Zachary Zaitzeff and Zaitzeff Burgers

Zachary Zaitzeff, owner of Zaitzeff Burgers and local artist, is also a fan of jazz music. Zachary Zaitzeff’s favorite musicians include Chet Baker, Charlie Parker, Miles Davis, Dizzy Gillespie, and Nina Simone. Zachary Zaitzeff often listens to jazz music when painting to find inspiration. The improvisational style of jazz music perfectly complements Zachary Zaitzeff’s abstract style of painting. Although Zachary Zaitzeff is not a musician, he finds jazz music particularly inspiring and artistic in form.

Jazz music originated in the early 1900s within African American communities in the southern United States, and it remained in mainstream popularity from the 1920s to the 1970s. The roots of this style lie in African music combined with European harmony and form, as well as an incorporation of American popular music. Typical jazz instruments include the piano, drums, saxophone, bass guitar, electric guitar, tuba, and trombone. Jazz relies heavily on brass instruments combined with typical string instruments and percussion, often incorporating wind instruments as well.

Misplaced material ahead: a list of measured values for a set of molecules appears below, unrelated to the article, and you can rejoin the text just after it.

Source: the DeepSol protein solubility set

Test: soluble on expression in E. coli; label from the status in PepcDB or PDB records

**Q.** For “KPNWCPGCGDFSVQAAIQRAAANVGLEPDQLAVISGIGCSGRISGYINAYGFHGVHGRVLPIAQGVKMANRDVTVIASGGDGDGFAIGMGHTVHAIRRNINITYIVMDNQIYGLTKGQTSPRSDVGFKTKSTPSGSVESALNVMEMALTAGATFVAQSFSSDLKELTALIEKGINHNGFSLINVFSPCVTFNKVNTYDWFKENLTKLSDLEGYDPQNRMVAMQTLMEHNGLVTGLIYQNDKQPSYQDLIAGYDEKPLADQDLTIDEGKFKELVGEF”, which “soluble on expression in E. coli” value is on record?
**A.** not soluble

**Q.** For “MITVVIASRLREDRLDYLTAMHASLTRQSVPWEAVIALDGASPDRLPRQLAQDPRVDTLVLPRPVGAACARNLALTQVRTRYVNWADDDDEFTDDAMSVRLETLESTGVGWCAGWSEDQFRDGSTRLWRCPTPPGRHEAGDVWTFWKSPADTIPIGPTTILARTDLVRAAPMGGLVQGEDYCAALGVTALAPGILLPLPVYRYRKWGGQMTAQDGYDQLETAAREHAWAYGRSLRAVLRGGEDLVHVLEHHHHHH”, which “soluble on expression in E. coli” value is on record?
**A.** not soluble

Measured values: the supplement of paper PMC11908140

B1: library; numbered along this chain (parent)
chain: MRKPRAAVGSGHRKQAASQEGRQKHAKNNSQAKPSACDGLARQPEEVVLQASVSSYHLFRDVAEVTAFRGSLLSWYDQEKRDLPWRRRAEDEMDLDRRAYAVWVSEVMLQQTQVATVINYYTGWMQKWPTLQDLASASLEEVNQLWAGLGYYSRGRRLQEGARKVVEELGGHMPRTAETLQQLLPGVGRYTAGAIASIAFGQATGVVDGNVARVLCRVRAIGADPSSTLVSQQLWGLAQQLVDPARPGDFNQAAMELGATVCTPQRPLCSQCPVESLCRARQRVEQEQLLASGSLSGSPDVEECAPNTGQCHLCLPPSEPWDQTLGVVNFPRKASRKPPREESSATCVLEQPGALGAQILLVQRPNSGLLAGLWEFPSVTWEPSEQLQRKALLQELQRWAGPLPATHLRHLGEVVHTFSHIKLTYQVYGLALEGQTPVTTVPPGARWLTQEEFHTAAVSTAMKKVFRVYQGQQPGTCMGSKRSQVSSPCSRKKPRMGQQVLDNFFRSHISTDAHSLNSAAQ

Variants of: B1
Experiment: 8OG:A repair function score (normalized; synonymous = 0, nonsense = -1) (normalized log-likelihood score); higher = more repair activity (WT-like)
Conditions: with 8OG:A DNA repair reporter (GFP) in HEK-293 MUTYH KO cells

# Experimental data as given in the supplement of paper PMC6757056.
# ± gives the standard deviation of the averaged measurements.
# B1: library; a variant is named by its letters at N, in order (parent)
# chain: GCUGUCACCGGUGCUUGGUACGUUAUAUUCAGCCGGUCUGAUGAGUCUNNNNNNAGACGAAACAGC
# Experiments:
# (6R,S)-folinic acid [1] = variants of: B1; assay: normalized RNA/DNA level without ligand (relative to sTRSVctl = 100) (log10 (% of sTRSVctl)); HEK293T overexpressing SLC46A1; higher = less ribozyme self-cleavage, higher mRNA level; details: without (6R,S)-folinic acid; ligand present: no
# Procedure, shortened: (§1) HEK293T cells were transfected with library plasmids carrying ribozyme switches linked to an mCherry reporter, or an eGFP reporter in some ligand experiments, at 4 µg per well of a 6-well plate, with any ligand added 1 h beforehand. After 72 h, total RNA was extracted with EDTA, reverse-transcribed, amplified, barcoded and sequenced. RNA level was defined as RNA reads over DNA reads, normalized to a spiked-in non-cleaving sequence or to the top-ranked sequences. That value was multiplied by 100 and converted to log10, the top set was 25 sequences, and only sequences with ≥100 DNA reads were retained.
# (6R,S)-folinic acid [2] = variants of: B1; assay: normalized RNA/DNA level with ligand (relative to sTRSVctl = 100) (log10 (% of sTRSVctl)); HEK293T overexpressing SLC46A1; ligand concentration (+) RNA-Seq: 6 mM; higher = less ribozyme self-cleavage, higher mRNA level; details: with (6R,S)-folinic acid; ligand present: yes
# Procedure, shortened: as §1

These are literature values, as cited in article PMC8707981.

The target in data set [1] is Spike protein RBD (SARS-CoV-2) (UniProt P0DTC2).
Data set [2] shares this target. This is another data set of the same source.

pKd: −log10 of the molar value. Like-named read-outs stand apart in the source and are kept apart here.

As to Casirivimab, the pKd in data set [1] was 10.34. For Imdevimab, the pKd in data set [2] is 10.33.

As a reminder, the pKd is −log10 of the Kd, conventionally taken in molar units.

There are many different sub-categories within the style of jazz. Two of Zachary Zaitzeff’s favorite musicians, Miles Davis and Chet Baker, are considered a part of “cool jazz.” Cool jazz arose following World War II, and it is characterized by a relaxed tempo and lighter tone than bebop, the style of jazz that preceded cool jazz. Dizzy Gillespie, another artist that Zachary Zaitzeff admires, is considered to have been a part of the bebop movement, which is faster in tempo and utilizes more improvisation in terms of harmony and melody than cool jazz.

Improvisation is also central to the jazz style of music. No other style relies so heavily on in-the-moment musical composition, making jazz music a highly creative form. Skilled jazz performers will interpret the same tune in individual ways, often never playing the same composition in exactly the same manner more than once. For Zachary Zaitzeff, this unique aspect of jazz inspires him to experiment with new colors and forms in his own painting.


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